Richmond production house Spacebomb Records updates an old mold | Music Feature | Indy Week
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Richmond production house Spacebomb Records updates an old mold 

On last year's "Big Inner," Matthew E. White made heavenly soul with his Spacebomb backing band.

Photo courtesy of Spacebomb Records

On last year's "Big Inner," Matthew E. White made heavenly soul with his Spacebomb backing band.

Matthew E. White didn't release his sweeping and soulful debut, Big Inner, to launch a successful solo career.

But, awash with tender strings and reassuring brass and landing somewhere between the anxious odysseys of Randy Newman and the romantic funk of Al Green, the record earned international critical kudos and pushed White directly into an unexpected spotlight. He's spent much of this year touring around the world and releasing a follow-up EP.

Still, this music was never intended as a showcase for White; rather, Big Inner was to be a coming-out party for Spacebomb Records, the unorthodox label and production house he co-founded with several Richmond collaborators. White, bassist Cameron Ralston and drummer Pinson Chanselle form the backbone of a house band fleshed out by horn and string sections and a choir. They're mimicking a model famously followed by such soul and funk factories as Motown and Stax Records, using the same players to back different singers. Now, they've added an important update to their philosophy.

"There's a lot of reasons why this structure didn't last," White explains. "Some of them are cultural and stylistic. But another one was basically that the payment and credit structure was a little bit twisted. For 10 years, they weren't putting any songwriting credits, any musician credits. Marvin Gaye's What's Going On from 1971 is the first Motown record to have credits on it. There's a culture in the music industry of covering up what the real story is."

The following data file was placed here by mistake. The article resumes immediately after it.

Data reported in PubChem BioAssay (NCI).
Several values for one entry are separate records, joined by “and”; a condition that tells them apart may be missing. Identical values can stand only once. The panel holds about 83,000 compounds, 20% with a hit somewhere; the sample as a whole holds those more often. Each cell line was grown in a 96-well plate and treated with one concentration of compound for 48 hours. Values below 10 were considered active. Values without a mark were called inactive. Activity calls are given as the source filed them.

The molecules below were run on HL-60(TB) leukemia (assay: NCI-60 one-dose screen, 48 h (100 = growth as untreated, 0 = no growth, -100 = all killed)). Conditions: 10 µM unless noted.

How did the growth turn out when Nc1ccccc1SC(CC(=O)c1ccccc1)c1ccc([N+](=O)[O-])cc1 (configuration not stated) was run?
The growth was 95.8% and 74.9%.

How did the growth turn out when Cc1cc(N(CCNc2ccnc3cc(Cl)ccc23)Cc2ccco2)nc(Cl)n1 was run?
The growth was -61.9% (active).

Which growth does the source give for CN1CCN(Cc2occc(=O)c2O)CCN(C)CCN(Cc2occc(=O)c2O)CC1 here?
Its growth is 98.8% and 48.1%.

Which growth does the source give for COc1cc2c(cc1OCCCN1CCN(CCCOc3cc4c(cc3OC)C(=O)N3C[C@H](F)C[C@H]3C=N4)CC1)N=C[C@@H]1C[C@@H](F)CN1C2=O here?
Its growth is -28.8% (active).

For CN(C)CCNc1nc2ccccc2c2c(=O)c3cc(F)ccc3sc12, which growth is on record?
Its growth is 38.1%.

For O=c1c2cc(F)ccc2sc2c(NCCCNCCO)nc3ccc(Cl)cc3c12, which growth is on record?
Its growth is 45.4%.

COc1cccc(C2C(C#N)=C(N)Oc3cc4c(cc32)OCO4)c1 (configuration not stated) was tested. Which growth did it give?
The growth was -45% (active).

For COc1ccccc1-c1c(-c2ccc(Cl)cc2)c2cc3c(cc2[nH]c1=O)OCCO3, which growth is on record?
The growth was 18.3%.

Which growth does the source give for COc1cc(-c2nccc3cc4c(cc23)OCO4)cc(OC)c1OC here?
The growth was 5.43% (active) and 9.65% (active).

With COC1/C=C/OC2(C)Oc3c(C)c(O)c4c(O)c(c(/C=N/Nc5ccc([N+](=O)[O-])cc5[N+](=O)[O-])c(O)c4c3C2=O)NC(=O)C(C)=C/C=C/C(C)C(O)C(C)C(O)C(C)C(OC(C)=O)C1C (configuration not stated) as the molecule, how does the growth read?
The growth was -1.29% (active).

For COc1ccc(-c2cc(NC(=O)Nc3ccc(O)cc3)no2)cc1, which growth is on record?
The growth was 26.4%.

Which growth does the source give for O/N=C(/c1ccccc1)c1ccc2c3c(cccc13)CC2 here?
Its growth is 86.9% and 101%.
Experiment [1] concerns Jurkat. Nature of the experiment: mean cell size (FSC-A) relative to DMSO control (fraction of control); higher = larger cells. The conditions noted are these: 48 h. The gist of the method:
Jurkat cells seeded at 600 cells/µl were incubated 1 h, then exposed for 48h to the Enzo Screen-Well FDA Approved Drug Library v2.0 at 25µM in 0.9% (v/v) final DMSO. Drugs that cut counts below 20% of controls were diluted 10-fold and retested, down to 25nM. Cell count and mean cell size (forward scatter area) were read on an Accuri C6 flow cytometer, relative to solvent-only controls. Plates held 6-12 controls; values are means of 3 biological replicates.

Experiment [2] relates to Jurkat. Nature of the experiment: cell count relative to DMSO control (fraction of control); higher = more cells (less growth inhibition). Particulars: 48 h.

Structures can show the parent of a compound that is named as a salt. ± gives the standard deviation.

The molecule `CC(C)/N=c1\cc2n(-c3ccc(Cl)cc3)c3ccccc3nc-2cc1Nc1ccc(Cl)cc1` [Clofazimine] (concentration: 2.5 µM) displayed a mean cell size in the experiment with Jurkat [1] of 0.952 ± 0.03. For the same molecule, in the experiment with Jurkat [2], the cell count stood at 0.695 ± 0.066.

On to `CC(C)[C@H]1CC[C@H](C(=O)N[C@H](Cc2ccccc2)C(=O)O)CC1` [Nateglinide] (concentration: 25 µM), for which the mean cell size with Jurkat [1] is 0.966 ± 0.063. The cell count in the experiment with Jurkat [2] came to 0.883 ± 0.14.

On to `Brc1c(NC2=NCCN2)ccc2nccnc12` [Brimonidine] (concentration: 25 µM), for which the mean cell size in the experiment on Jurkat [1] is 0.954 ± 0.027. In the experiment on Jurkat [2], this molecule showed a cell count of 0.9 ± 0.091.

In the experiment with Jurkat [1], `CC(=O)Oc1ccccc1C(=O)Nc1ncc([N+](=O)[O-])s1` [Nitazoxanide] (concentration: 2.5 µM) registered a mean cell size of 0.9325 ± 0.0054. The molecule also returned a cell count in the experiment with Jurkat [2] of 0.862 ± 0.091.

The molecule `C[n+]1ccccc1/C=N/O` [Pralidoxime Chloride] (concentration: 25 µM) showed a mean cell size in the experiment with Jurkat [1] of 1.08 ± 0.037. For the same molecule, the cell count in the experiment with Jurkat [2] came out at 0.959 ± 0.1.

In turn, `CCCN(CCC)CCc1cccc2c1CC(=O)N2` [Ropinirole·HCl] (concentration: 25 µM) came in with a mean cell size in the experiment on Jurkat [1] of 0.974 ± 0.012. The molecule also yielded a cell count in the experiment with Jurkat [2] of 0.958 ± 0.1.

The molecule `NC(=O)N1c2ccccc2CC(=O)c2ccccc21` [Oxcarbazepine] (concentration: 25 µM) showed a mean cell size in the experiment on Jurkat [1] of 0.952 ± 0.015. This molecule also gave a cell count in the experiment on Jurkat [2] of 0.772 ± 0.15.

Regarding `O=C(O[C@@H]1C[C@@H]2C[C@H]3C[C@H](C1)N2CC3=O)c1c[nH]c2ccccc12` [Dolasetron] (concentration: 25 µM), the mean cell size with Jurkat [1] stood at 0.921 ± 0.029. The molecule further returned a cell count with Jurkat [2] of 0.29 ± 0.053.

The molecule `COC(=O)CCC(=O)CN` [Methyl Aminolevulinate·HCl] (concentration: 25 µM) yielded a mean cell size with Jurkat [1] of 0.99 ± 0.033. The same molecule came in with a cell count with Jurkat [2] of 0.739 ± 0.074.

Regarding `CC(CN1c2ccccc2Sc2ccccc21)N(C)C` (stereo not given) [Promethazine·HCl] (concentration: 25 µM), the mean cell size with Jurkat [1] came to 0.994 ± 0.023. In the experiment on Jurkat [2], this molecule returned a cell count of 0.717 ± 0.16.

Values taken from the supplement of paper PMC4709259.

But at Spacebomb, each of the label's core musicians is also a co-owner, making them entitled to a share of any earnings. All players are always credited. The model is meant to foster collaboration on a grand scale, with 20-plus instrumentalists with disparate talents collectively arranging and performing songs that another singer has written.

Spacebomb takes an essential first step toward that diversity with Howard Ivans, the funky nom de plume of The Rosebuds' Ivan Howard. White met Howard through mutual friends in Megafaun. The pair discussed the concept for several years before Howard entered Spacebomb's Virginia studio, cutting two songs released last month as the label's second single. "Red Face Boy" rides a dogged groove reminiscent of Quincy Jones' early work with Michael Jackson. The music is dense and demanding, not only contrasting Big Inner's languid swells but also verifying Spacebomb's versatility. The tunes move Howard far from his typical electro-lush and indie frontman comfort zones.

"Some people hold on so tight to their idea," Howard offers. "They just can't let it go to somebody that might be better at doing it than they are. With The Rosebuds, we've been doing a lot of things, playing a lot of instruments ourselves. With this, it was like, 'What if I don't play any instruments? What would these songs evolve into?'"

Howard plans to make a full-length with the Spacenomb crew, but for now, they're touring together as a sort of revue, with Howard opening for White's headlining set. Early next year, the label will issue its second album, with material that should push Spacebomb's aesthetic boundaries further still. Grandma Sparrow is the bizarre alter ego of Megafaun drummer Joe Westerlund. Leveraging those same incandescent strings and horns that grace White's more traditional epics, Westerlund weaves a dysfunctional fairy tale where hummable tunes twist into a mind-bending sprawl, and cute characters hint at dark secrets. Spacebomb's supple sound has yet to be so bold.

"Joey's record is a pretty extreme example of what it means to be the house band for somebody and how that can be adventurous," White says. "It's not a house band in the sense that we always have to sit in a room together and record it to tape. It's basically a brain trust of musicians, and that can be a lot of different things."

This article appeared in print with the headline "A place in space."

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